Rules Of Engagement (2000)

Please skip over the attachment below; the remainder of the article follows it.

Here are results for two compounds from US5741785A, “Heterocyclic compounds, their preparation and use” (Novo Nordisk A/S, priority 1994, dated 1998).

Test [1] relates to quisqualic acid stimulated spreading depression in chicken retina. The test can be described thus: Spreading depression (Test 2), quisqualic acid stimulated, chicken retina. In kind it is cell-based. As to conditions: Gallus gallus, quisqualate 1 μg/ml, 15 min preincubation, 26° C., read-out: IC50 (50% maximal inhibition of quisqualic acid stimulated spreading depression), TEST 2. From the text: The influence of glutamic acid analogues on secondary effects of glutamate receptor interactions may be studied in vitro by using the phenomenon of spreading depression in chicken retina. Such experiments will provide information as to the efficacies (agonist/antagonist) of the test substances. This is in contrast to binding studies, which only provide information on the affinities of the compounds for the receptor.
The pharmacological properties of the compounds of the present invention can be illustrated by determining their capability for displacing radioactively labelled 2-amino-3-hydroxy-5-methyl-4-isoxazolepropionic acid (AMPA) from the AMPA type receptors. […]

(On VHS, August 2001) Egawd. If you’re going to make a thriller, at least make sure that there are a few thrills in it. If you’re going to make a drama, make sure there’s drama in it. Heck, if you’re going to make a movie, make sure there’s something in it that might interest me. Rules Of Engagement throws a little bit of this (a Vietnam prologue that might seem incredibly important, but really isn’t and might have been taken care of with one of two extra lines of dialogue), a little bit of that (like a big action scene that is not interesting. At all.), some more of this (ooh! Government conspiracy!) and some more of that (Rrrr… Courtorrom drama). That the film withholds crucial information isn’t even a cheat; it becomes only a pale irritant when you don’t care at all about what’s happening. Oh, and the cathartic shot of the little girl holding a gun… got a huge laugh from the three Sauvé siblings, assorted with cries of disbelief at the blatant manipulation. Even if Tommy Lee Jones, Samuel L. Jackson and Guy Pearce all do a good job, they just can’t save this borefest. Checking the credits, it’s no surprise to find that this is an original story by James Webb, author of one of my least favorite military thrillers of the nineties, Something to Die For. Now he strikes again, this time on movies. Gawd, viewers, just go watch something else, okay?

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